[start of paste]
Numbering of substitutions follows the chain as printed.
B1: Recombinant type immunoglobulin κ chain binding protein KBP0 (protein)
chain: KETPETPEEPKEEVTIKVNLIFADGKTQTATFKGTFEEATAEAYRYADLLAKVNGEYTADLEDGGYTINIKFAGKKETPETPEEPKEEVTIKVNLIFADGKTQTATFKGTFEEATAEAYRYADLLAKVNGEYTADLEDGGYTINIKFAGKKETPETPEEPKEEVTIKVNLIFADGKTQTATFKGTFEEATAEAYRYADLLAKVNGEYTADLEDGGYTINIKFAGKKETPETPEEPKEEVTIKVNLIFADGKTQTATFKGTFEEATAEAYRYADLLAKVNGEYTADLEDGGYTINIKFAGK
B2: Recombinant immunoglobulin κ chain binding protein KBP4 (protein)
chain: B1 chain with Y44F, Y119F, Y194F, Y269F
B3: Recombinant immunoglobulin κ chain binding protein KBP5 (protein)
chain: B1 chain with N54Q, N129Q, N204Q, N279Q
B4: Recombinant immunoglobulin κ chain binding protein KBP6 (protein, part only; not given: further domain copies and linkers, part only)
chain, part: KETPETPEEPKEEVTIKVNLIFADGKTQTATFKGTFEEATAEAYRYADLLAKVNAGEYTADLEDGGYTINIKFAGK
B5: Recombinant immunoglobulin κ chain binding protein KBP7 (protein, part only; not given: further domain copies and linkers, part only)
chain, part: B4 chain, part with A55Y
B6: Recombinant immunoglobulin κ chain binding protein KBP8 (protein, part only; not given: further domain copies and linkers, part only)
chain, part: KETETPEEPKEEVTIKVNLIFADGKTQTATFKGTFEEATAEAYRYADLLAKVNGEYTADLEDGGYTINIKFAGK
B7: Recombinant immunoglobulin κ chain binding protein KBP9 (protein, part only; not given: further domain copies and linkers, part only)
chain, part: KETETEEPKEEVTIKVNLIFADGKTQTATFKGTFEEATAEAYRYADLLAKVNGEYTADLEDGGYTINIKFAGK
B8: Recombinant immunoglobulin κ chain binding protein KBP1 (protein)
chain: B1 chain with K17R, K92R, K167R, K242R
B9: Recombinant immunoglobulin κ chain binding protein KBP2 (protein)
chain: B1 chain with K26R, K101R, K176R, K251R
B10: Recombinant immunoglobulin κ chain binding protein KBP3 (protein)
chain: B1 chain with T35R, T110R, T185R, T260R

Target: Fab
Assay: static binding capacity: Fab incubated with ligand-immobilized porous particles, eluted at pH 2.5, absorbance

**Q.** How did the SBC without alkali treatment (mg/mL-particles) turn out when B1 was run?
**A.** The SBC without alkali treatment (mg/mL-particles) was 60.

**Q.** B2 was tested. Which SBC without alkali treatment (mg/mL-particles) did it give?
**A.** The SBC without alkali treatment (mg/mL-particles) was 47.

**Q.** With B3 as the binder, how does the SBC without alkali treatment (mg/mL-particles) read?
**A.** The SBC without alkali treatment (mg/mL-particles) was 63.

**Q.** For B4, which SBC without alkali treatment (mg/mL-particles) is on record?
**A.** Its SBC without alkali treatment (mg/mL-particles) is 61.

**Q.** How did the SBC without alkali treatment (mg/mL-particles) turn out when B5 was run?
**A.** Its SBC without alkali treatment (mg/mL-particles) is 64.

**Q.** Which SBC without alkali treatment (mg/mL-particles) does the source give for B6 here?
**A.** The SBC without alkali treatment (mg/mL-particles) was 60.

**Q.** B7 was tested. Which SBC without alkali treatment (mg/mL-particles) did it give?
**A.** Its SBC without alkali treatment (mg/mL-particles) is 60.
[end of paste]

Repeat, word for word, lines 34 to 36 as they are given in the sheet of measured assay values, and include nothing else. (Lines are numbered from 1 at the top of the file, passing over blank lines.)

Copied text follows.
**Q.** Which SBC without alkali treatment (mg/mL-particles) does the source give for B6 here?
**A.** The SBC without alkali treatment (mg/mL-particles) was 60.

**Q.** B7 was tested. Which SBC without alkali treatment (mg/mL-particles) did it give?